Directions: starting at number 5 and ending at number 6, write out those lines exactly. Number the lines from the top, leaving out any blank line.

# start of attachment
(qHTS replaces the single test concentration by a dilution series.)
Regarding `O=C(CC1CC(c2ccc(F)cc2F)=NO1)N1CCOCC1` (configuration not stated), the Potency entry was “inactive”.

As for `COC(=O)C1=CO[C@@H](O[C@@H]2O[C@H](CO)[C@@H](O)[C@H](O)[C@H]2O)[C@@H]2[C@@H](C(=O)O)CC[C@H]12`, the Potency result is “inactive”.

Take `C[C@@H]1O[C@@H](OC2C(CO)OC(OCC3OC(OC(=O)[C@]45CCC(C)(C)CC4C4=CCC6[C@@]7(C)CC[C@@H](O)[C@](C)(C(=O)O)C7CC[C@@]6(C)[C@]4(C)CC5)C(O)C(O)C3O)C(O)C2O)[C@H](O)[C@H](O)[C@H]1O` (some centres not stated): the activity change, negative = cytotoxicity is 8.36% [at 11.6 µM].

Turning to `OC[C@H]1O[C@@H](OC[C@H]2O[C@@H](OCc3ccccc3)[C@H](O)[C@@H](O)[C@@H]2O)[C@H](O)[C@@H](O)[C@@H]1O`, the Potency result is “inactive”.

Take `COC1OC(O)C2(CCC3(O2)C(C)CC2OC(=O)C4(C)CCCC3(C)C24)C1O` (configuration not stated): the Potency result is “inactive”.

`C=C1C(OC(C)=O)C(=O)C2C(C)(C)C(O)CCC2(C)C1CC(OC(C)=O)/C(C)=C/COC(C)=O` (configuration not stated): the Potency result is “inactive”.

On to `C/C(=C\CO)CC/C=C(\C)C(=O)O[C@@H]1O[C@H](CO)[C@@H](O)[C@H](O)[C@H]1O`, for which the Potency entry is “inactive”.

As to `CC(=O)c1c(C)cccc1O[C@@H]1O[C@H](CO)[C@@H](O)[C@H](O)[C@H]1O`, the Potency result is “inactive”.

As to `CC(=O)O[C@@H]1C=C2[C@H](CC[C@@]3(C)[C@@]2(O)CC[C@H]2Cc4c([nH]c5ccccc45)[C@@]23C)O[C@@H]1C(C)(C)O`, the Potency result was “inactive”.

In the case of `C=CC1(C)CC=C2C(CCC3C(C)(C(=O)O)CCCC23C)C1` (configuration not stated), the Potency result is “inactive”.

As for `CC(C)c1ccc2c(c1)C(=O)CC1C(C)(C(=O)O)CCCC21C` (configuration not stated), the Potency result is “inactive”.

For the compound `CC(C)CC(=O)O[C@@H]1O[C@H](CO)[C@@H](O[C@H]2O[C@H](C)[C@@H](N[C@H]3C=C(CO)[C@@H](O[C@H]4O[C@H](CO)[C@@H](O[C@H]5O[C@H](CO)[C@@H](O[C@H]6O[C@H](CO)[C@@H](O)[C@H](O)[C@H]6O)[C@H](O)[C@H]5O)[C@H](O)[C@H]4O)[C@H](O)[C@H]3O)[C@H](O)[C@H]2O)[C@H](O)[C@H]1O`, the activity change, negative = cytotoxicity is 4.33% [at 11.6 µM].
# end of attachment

Turning to `OC[C@H]1O[C@@H](OC[C@H]2O[C@@H](OCc3ccccc3)[C@H](O)[C@@H](O)[C@@H]2O)[C@H](O)[C@@H](O)[C@@H]1O`, the Potency result is “inactive”.

Take `COC1OC(O)C2(CCC3(O2)C(C)CC2OC(=O)C4(C)CCCC3(C)C24)C1O` (configuration not stated): the Potency result is “inactive”.